Wednesday, July 18, 2012

eating out

When I was a kid we rarely ate out in a restaurant. None of my friends' families did much, either. Eating out was something you did as a special occasion, for a birthday or anniversary, or when out-of-town relatives came to visit.

My daughter, on the other hand, has been to a whole lot of restaurants in her eight-year-old life. And the frequency has increased since we moved down here with Grandma. If my mother had her way, we'd eat out, every day; some days more than once. During the school year I can usually keep these forays limited to weekends-only, although I must admit that one weekday is usually a take-out night to spare me from making dinner.

This summer I have had to take us all out to eat almost every day, mostly so that Mom gets an outing. The kid doesn't really seem to care if we eat out or not. She's a grazer by nature, so is happy nibbling through the day. Of the places we go she prefers buffet-styled restaurants, which play into her grazing nature, as opposed to having to settle for one thing off a menu that never seems to have what she wants.

I am starting to hate eating out. Not only is it costly (and fattening), but with my tummy troubles and new ventures into a more vegetable-based diet, it is difficult to find something good to eat. I was shocked when we visited a local Chilis recently. There was practically nothing on the menu for someone who isn't eating beef, poultry, or pork. They didn't even have a veggie chili. I ended up getting the soup/salad combo, but had to ask that they hold the bacon on their "loaded potato" soup. The other soup offered was chicken tortilla. When the soup appeared, it was basically melted cheese with a few pieces of potato in it. Yum? After checking out their website, it appears they have a vegetarian version of their menu. Chili's suggests that when a customer sees meat on the menu, to substitute black beans. Or there's always their dessert choices. Sigh.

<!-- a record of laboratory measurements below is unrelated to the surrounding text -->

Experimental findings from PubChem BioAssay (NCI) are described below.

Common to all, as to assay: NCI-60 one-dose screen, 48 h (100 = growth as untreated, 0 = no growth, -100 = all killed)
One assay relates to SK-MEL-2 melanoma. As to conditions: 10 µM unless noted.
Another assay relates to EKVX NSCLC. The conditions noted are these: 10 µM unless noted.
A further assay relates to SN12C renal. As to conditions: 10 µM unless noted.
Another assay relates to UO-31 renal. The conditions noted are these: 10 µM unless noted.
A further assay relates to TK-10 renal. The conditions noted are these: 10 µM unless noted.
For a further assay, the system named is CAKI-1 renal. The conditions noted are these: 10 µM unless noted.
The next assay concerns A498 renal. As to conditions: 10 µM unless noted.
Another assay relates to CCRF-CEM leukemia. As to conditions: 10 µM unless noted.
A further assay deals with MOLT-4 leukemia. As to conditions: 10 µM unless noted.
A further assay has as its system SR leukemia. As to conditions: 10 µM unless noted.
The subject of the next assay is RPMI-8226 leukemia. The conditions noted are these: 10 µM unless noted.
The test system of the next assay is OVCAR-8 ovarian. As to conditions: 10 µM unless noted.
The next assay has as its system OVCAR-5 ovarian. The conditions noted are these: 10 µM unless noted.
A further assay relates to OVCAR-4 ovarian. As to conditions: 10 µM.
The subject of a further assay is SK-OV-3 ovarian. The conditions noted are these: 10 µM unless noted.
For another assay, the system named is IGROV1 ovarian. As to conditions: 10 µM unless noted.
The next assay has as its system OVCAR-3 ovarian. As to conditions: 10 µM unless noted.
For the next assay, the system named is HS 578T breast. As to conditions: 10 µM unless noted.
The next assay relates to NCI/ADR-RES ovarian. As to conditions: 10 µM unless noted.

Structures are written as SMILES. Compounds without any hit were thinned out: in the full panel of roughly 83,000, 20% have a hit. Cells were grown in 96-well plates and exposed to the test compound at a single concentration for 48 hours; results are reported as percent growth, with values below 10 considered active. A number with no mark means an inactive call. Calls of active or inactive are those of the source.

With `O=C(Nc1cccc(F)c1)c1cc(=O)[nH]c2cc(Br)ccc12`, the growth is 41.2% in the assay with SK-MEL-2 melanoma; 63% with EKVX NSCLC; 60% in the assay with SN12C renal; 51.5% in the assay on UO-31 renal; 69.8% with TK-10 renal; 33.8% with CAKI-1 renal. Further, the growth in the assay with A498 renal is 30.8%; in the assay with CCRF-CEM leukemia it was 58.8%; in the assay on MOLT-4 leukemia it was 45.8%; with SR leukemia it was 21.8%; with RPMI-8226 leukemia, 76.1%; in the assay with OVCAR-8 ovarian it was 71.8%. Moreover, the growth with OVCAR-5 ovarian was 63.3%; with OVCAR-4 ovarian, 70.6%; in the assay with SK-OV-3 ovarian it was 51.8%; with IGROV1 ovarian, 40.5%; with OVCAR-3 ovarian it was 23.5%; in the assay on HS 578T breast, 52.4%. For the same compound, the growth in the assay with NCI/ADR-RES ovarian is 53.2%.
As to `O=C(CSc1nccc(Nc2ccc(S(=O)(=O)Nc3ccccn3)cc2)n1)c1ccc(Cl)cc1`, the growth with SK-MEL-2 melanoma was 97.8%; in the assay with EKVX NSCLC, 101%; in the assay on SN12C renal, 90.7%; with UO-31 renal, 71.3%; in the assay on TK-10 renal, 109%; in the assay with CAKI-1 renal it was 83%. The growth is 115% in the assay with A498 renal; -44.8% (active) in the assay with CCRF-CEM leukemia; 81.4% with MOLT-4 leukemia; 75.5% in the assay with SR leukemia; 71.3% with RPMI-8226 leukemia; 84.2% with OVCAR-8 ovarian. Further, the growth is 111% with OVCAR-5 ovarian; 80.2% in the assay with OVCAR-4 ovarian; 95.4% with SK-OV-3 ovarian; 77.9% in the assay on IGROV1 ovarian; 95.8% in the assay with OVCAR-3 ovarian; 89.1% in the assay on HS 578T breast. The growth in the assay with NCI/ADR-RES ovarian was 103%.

Actually I think the kid is onto something with her buffet proclivities. At least at a buffet there are always soups and salads, and invariably one of the soups is meat-free. And if I want to skip the carving station, I can just attack the sides — potatoes, vegetables, pasta, etc. I am just going to have to start weaning us from the daily food-related outings as the summer begins to wane next month. Maybe feed them at home and then still go out and do something — a movie, the library, shopping, etc., so that mom gets to get out of the house for a while. Life is always a balancing act.

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